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@Bart -- I too felt this article is a little "off topic" for Gamasutra.

However, video games are becoming more interconnected with the larger world. For example, the Game Developer Magazine ed. offhandedly said he supported restrictions on porn access for children. I took him to task for that and he claimed it was unrelated and had nothing to do with games. But, the recent Supreme Court case around limiting violent games access for children was decided partly on case law for limiting porn access for children. Interconnected.

Whether you agree or disagree with the ed's stance, he does connect some interesting dots around undisputed facts: games do let players play as terrorists, a game developer was arrested in Iran, and NDAA does not clearly define what it means to support terrorists. While some of the connections are stretches and some are pretty strong, it's at least worth thinking about even if it's not worthy of a letter to your representative (at least, based solely on this argument.)

brandon sheffield
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I do not recall this conversation. was it actually with me? a quick search shows we have had no email contact.

James Hofmann
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SOPA/PIPA was a concern internationally, directly impacted the business interests of the tech sector, and had popular support from casual pirates; NDAA does not share those properties, unfortunately. It's hard to provoke a real discussion when there isn't that critical mass of interest. On the other hand, that should be the job of the game makers - get people interested.

Doug Poston
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I agree, but be warned. If you make a game that gets people interested in the NDAA you will get a visit from HLS.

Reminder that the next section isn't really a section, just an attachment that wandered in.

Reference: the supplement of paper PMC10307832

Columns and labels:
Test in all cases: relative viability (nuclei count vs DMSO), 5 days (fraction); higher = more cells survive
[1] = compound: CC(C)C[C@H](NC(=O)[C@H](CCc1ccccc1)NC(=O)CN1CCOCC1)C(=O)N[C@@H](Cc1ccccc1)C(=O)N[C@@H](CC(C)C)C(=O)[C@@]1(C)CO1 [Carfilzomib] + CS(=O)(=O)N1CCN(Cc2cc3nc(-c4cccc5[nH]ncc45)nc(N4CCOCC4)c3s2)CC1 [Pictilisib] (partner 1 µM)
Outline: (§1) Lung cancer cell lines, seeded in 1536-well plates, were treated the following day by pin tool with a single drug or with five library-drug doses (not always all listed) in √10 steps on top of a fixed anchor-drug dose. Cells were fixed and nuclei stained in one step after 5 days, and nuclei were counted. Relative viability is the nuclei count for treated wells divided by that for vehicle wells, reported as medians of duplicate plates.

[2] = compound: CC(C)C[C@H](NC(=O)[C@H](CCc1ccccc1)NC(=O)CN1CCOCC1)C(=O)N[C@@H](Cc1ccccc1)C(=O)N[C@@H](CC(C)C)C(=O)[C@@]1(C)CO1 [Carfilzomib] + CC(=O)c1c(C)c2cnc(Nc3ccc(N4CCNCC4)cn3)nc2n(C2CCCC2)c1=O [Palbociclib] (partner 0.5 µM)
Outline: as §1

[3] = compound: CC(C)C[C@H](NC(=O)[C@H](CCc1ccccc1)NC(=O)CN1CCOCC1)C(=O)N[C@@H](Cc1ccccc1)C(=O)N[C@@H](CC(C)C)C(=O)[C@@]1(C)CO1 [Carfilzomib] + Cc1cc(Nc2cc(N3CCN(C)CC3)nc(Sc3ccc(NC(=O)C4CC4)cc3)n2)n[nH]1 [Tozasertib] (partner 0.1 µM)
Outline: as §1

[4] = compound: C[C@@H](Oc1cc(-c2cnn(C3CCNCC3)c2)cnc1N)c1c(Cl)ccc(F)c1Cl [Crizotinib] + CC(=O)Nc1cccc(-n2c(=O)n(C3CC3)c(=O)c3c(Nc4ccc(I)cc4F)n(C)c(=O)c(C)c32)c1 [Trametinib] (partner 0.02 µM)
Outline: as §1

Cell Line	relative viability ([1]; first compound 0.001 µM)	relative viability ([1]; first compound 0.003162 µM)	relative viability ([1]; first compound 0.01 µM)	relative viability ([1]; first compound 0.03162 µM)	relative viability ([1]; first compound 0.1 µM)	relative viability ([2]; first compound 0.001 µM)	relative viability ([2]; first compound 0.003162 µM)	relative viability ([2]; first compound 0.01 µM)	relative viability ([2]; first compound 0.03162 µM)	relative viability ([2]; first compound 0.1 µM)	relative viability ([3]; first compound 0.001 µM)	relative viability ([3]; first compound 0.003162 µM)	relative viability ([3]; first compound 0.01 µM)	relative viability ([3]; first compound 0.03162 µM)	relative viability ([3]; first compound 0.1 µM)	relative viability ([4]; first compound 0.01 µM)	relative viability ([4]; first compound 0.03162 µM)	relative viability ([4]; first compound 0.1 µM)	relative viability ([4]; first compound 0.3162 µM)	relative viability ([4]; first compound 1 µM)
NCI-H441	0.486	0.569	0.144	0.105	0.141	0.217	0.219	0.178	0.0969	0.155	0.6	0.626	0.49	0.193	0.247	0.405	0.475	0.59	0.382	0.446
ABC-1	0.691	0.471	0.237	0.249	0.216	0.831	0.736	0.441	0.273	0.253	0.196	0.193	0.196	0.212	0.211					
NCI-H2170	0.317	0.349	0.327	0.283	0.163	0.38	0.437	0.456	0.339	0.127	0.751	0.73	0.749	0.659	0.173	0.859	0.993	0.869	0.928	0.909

Majd Abdulqadir
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Can someone please define, once and for all, what the heck "terrorism" is, without excluding part of the world from that definition?

Dave Weatherton
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Loosely, actions that cause others to act outside of a normal comfort zone due to instilled fear. Also, please enjoy:

Bart Stewart
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I once had this same discussion with the former editor-in-chief of Sky & Telescope magazine. He also made a habit of using his editorial perch to press his personal political beliefs. (Yes, I am a serial objector to this stuff. ;)

His defense was that since the magazine's subject is affected by government action (e.g., NASA's budget), he had not only the power but the responsibility to bring up political issues in his editorials even if some readers found some statements contentious. Seems reasonable, right?

Except that this (or the even more nebulous defense of "science") was used to justify direct criticisms of political perspectives he personally didn't like. "Climate change deniers" was only one example; he just plain didn't like conservatives and he was going to use his editorial position to stick it to them whenever he damned well pleased.